How CFOs can adapt to disruptive forces
CFOs, like the companies they work for, must adapt quickly to be able to stay ahead of technological changes, ever-growing risks, and increased stakeholder scrutiny and regulation.
The role change from scorekeeper to strategist has been ongoing for many years, but the pace of that change has accelerated, according to data from an EY study,The DNA of the CFO.
The CFO role is facing pressure on several fronts. More than half of finance chiefs globally say they can’t focus on strategic priorities:
- Because of time spent on compliance, controls, and costs (56%).
- By delegating responsibilities because of a lack of necessary skills in the finance team (52%).
- Because of increasing operational responsibilities (51%).
The EY report used the responses of 769 finance leaders around the world to come up with four forces disrupting finance leadership. The four forces are:
Stakeholder scrutiny and regulation. Seventy-one per cent say they will increasingly be responsible for the ethics of decision-making in support of their organisation’s purpose. There is no cure-all for increased regulation, which is widely viewed as a top challenge for CFOs.
Digital. Fifty-eight per cent of finance leaders say they need to build their understanding of digital, smart technologies and sophisticated data analytics.
Robert Fowles, CPA, CGMA, the CFO at Opus One Winery in Oakville, California, said e-commerce has been a growing part of his company’s business. But with e-commerce comes the risk of fraud. If a stolen credit card is used to purchase wine, the rightful owner of the card disputes and successfully reverses the charges, then the seller must issue a refund. But the seller rarely will recover the wine it shipped.
Opus One has increased security on its website and takes more time to vet the authenticity of online purchases.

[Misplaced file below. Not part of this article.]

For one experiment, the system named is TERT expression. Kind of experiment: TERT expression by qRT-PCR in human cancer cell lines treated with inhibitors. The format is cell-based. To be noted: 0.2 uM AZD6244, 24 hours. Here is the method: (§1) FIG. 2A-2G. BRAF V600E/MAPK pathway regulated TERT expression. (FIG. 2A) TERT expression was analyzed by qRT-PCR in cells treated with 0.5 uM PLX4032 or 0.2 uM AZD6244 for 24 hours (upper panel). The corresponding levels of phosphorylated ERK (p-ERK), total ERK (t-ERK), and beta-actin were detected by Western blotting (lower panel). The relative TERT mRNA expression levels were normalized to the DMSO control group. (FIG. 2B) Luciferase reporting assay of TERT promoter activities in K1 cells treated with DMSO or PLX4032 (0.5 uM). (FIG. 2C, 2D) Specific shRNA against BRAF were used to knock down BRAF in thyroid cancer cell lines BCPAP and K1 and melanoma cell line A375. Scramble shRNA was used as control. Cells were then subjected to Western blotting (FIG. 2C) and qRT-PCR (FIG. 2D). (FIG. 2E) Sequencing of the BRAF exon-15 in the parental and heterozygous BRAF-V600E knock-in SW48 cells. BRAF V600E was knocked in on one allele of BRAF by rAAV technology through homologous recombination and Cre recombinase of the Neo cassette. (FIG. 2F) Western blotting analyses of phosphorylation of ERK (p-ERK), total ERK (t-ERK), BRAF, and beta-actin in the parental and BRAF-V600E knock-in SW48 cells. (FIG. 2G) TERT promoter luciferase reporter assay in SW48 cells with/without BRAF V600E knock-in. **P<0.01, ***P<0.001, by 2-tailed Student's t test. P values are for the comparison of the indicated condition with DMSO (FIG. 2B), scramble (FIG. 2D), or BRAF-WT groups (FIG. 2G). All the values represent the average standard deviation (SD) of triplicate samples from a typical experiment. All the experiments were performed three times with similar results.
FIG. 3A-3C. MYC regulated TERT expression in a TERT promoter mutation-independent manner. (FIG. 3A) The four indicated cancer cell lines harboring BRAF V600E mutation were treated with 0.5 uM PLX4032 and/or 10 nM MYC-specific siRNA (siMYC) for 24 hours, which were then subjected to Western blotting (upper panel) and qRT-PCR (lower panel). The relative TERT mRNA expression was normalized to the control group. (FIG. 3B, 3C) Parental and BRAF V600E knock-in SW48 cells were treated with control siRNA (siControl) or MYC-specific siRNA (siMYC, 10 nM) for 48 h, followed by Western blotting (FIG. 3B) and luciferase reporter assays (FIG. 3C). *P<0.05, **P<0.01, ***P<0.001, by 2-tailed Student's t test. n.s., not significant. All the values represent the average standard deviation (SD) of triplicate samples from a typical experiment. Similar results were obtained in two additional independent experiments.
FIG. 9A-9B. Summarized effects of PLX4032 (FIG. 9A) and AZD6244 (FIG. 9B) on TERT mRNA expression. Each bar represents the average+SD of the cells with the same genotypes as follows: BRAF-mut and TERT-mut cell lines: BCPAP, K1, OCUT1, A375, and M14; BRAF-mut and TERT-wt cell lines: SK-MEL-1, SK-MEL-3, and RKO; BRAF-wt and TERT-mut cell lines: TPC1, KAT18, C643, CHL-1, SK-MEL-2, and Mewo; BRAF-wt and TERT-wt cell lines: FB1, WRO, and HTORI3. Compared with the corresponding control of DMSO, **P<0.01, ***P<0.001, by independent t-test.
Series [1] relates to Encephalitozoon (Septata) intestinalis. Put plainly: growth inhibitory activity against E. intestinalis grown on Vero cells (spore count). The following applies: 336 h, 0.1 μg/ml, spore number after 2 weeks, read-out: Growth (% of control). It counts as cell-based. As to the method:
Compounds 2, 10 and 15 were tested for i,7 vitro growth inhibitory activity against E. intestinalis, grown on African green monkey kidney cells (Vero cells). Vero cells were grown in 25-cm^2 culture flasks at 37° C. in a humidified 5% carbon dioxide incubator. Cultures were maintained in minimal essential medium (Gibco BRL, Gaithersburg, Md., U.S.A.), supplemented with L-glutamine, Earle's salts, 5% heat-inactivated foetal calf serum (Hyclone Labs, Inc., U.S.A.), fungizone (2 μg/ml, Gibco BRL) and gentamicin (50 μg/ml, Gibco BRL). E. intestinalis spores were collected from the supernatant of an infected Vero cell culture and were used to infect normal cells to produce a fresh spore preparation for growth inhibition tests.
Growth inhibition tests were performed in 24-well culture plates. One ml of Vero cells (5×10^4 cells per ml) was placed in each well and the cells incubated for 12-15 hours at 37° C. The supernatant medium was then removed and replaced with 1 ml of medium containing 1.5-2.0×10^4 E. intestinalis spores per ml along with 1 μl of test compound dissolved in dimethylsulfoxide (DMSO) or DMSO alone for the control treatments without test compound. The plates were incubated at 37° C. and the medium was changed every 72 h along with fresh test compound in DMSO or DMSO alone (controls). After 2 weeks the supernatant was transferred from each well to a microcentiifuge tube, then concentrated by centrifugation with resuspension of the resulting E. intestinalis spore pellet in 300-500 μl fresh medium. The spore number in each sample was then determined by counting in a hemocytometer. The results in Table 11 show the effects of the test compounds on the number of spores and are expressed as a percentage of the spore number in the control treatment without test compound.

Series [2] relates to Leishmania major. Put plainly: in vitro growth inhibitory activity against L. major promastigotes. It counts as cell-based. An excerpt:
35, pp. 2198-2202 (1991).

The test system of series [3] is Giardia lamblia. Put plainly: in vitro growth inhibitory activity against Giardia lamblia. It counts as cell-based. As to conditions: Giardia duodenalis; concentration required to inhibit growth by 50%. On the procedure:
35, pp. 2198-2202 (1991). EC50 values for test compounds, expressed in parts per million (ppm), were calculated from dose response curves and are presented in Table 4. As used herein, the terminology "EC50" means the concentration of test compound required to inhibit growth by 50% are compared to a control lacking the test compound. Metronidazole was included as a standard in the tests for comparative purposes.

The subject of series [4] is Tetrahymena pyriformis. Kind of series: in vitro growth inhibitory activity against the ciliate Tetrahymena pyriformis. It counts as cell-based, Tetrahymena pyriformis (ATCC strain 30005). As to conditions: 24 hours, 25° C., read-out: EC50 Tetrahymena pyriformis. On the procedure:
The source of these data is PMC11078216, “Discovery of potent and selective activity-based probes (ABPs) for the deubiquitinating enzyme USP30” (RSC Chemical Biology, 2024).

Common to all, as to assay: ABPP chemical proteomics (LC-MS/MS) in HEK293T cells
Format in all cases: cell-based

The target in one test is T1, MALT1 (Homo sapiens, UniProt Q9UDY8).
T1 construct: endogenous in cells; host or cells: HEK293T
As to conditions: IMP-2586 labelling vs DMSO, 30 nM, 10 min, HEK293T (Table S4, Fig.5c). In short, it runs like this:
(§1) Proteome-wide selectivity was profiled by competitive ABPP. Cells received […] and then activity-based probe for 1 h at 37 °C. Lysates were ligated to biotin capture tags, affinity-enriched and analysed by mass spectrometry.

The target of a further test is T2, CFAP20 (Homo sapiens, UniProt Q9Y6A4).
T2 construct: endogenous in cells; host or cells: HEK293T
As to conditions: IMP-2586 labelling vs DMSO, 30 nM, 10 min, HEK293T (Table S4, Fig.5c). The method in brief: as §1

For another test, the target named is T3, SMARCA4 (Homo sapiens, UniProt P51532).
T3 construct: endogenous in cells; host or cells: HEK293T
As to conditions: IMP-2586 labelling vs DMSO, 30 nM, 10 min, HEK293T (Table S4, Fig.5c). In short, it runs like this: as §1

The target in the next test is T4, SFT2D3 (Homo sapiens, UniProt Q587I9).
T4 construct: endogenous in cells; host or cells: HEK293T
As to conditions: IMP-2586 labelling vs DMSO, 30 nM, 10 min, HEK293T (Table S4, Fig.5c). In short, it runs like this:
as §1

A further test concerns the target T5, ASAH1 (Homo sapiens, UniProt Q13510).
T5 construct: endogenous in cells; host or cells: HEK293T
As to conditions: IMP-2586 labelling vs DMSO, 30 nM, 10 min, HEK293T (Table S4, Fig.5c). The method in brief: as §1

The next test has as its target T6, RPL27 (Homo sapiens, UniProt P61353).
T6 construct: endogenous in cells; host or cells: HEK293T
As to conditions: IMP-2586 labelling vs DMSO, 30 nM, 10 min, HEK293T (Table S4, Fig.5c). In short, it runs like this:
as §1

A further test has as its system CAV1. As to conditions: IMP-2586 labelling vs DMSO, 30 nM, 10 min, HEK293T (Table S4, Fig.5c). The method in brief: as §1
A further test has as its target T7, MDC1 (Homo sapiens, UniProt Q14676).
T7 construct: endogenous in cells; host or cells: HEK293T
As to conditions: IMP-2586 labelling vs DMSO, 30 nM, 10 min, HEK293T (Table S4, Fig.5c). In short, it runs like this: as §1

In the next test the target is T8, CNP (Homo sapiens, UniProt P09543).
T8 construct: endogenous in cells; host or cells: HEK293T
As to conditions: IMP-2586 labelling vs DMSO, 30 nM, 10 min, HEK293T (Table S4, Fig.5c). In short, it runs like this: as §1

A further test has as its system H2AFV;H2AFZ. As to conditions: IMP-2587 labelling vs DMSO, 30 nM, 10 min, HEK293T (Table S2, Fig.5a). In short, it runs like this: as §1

Data. Fifty-seven per cent believe that the delivery of data and advanced analytics will be a critical capability for tomorrow’s finance function. A lack of data analysis skills is regularly cited as a challenge to growing the strategic role of finance.
Risk and uncertainty. Fifty-seven per cent believe that risk management will be a critical capability in the future. This may seem obvious, but, Fowles points out, risk management formerly was viewed as a box that could be checked by having the right insurance. “It’s become much more sophisticated,” he said.
At Opus One, Fowles has worked with the company’s board and other stakeholders to plot risks based on the likelihood of their occurrence and their effect on the company. Those that are seen as high likelihood and high impact are prioritised, and the company is developing plans to further mitigate those risks.
“With risk management, the most important message is that the one thing you can’t do is nothing,” Fowles said.
Escaping the comfort zone
Developing a risk heat map was something yesterday’s finance leaders weren’t often guiding. CFOs also weren’t counted on for strategic leadership the way they are now. That change in role comes more easily for some than for others. The EY report mentions two skills that can help finance chiefs grow: big-picture guidance, and relationship and influencing skills.
Getting out of finance and learning about all segments of the business is important, Fowles said.
“Broaden your perspective as much as possible so that you can be your CEO’s most trusted counsel on running the business, and add value to the sales, marketing, and operations functions,” he said.
How to accomplish that isn’t easy. A mentor to Fowles told him that when he became a CFO, he did all the accounting work at the end of the day, when most other employees had gone home. The mentor spent most of the day meeting with other departments and talking about strategic issues.
Fowles has tried to take that approach at Opus One, where he has been the CFO nearly ten years.
“A good CFO has to be a great communicator. You need to get out and talk to the sales, marketing, and operations people to find out the challenges they are facing and find a way to help,” he said. “If you sit in your office and wait for them to come to you, it will never happen. But if you can find out what they’re working on and then help and provide value, they will always come to you. You want to be the guy that people go to, not the one people avoid. It’s hard to add value when the problem’s already occurred and you’re the last to find out.”
Source : GCMA